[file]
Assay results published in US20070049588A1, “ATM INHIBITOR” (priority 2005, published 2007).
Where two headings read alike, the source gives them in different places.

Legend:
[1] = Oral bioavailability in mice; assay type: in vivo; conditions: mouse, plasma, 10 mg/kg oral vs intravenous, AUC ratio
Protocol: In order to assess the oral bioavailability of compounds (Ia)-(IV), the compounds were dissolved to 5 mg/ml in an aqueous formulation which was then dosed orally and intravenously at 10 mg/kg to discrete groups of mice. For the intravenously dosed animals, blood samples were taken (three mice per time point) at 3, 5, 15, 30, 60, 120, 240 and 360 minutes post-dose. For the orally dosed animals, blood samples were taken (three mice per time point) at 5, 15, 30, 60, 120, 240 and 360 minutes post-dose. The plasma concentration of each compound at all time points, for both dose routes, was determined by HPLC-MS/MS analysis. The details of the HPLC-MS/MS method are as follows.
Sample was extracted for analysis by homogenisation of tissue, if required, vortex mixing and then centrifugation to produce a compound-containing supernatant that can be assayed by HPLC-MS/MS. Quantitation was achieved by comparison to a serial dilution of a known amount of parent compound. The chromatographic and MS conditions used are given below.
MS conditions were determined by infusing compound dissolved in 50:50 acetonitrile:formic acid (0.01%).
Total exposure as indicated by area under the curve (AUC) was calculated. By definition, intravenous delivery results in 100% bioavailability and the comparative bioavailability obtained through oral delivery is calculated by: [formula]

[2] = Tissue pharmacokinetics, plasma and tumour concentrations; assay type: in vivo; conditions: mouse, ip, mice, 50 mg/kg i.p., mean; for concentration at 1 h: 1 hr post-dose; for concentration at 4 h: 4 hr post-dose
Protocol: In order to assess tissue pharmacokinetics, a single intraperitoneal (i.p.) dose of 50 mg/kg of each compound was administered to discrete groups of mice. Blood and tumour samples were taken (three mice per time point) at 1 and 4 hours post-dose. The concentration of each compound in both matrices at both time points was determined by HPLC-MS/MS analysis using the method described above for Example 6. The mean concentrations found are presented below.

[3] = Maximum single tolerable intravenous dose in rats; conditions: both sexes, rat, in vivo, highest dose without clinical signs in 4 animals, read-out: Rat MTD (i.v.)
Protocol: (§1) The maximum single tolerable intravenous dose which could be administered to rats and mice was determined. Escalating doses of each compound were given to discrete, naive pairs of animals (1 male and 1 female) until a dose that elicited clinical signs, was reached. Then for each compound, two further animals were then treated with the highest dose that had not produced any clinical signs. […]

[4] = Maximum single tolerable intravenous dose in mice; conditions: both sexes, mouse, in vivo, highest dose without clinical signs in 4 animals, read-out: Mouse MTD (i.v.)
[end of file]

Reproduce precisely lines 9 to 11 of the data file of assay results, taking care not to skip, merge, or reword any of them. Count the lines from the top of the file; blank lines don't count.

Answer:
[2] = Tissue pharmacokinetics, plasma and tumour concentrations; assay type: in vivo; conditions: mouse, ip, mice, 50 mg/kg i.p., mean; for concentration at 1 h: 1 hr post-dose; for concentration at 4 h: 4 hr post-dose
Protocol: In order to assess tissue pharmacokinetics, a single intraperitoneal (i.p.) dose of 50 mg/kg of each compound was administered to discrete groups of mice. Blood and tumour samples were taken (three mice per time point) at 1 and 4 hours post-dose. The concentration of each compound in both matrices at both time points was determined by HPLC-MS/MS analysis using the method described above for Example 6. The mean concentrations found are presented below.

[3] = Maximum single tolerable intravenous dose in rats; conditions: both sexes, rat, in vivo, highest dose without clinical signs in 4 animals, read-out: Rat MTD (i.v.)